Sunday, November 22, 2009


Artwork is a part of life here. A fifth gallery opened today in this small village of Auvillar. I've been soaking it all up like a sponge. My most intense sponging has been in Paris, 2 trips, one in September and one last week. On the first trip we found ourselves in the Louvre, the Musée d'Orsay (my favourite of all) and l'Orangerie. Here I am in action in front of one of Monet's "Les Nymphéas".

One of the museums that we visited this past week was Musée Marmottan Monet Paris. As well as seeing many awe inspiring pieces by Monet, including some of his quite abstract paintings, we were treated to a special exhibit of French Fauvism and German Expressionists. Many of you know that I've been working towards a more emotional, expressive and colourful style of painting and this exhibit was the best school that I could have attended. I can't describe how exciting this exhibit was except to say that I left there feeling like I was on a chocolate high!

Here are a couple of my favourites: Blue-Black Fox by Franz Marc and Young Girl With Peonies by Alexej von Jawlensky.

Trees and Water

Just when I'm about to give up......voila!

It was early November and I'd been wandering around southwest France for months, completely entranced by its colourful landscape, ancient houses, ruins and quaint villages. I'd done several lovely sketches and plein air paintings but nothing had completely grabbed me as the perfect subject for a series of larger studio pieces. The paintings that I'd completed of local scenes were good but I couldn't believe that they were mine. I was frustrated, I had thought that I'd return home with almost enough pieces for an exhibit.

A few weeks ago, while wandering in our usual style, John and I came across a tree lined creek just east of here that curved and meandered through the countryside. The breeze rustled the leaves off of the trees and they were spiraling down into the water. I was mesmerized by the patterns, colours and movement and buzzing with excitement and inspiration. I've been back to this spot a few times, I've done several studies and they look like Cheryl paintings. Tomorrow am the series of larger pieces begins.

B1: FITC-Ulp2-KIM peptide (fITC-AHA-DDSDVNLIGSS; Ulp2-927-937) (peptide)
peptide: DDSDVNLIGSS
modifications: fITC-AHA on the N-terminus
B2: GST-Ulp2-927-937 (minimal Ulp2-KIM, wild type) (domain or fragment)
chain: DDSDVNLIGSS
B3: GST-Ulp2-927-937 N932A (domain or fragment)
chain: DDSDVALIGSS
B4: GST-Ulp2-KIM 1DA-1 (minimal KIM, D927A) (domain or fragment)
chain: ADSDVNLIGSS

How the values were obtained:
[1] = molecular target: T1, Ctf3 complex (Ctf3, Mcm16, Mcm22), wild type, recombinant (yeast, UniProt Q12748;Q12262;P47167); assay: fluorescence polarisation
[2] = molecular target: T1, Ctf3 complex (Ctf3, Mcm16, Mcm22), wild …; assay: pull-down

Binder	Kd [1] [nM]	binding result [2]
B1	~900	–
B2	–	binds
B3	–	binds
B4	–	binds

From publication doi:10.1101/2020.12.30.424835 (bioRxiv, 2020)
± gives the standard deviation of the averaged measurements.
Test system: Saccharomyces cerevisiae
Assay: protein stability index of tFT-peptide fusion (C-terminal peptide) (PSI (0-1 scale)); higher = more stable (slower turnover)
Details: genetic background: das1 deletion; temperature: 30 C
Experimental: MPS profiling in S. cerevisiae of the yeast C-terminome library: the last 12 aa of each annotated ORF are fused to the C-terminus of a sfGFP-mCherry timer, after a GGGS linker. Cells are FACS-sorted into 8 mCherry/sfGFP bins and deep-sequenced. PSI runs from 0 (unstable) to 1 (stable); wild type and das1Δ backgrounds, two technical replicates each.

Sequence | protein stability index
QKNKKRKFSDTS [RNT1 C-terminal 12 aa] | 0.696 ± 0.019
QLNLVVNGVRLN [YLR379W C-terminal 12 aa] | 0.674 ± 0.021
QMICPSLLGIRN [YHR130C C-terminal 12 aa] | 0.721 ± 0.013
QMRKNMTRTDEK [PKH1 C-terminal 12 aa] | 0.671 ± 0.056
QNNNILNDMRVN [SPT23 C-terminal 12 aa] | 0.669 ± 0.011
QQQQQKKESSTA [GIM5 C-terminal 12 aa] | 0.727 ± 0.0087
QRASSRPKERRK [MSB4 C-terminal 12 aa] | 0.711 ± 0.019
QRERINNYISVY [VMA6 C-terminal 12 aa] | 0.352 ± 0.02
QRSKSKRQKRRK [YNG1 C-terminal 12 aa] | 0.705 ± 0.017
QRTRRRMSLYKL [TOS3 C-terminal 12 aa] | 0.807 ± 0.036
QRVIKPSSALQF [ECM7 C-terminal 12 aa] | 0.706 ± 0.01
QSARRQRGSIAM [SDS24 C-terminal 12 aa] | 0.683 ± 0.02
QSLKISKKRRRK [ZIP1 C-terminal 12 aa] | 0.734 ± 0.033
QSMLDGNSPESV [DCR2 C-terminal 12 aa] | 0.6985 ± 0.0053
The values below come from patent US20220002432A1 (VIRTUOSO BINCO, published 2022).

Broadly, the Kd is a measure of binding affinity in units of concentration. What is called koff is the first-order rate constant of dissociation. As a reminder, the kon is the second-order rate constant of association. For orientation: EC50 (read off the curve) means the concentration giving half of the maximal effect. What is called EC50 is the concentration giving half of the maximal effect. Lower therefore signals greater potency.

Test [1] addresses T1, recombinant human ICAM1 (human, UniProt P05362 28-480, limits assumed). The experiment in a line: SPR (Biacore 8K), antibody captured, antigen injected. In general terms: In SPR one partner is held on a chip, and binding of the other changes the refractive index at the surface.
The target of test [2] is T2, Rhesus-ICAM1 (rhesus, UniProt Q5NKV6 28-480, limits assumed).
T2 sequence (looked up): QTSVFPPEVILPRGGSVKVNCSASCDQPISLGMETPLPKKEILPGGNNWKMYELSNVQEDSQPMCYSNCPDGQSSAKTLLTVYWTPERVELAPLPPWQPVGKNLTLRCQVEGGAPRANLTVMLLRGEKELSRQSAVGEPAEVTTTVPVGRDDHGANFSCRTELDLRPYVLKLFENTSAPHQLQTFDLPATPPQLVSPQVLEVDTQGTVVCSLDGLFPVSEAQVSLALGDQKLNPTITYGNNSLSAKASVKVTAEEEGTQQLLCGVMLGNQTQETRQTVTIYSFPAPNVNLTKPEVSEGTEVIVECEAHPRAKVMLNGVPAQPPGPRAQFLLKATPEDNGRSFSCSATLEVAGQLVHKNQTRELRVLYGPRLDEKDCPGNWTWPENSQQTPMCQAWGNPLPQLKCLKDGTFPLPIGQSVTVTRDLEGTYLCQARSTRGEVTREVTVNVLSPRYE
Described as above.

Sunday, October 25, 2009

Surface Texture

Mary Anne requested a closer look at the vintage linens that I have been painting on so here are a few photos. To the left is a selection of fabrics found at various sales. They are waiting to be painted and are unprimed. You can see why they present a challenge as each piece is quite different in texture/weave. Some pieces are embroidered with simple initials or elaborate monograms, some are fringed, a few pieces have little tabs as though they had been attached to something.

In September when the tree was laden with figs I did some small studies. I love the natural colour of the fabric that I chose and I didn't want to hide it with white gesso. I decided to try mat medium as a ground, using 2 coats. It worked fairly well, didn't seal the surface completely. When I used diluted acrylic as you see in the shadow under the fig it created a lovely watercolour effect. Paint was applied in a thicker fashion on the fig but it still bled a bit giving the edges a diffused look.

Several of the pieces of fabrics purchased at the local brocante have the intials "C S" in a corner. Here is a close-up as well as a painting in progress where you can see the intials in the upper left corner. On the right hand side of this painting is another prepped fabric which shows you the tabs I'm talking about. I really like the texture of these particular pieces of fabric. They remind me of a Gauguin painting that I saw in Toronto and fell in love with because of the burlap-like coarseness of the canvas.

Monday, October 19, 2009

Painting On Vintage Linens

My lovely little studio is on the bottom floor, le rez-de-chaussée, of La Cloucado. It has a high, beamed ceiling, terra cotta tile floors, a door and window that let in lovely soft light when the gray-blue shutters are open. The door opens onto the back terrace and hillside behind le Moulin à Nef. It is perfect!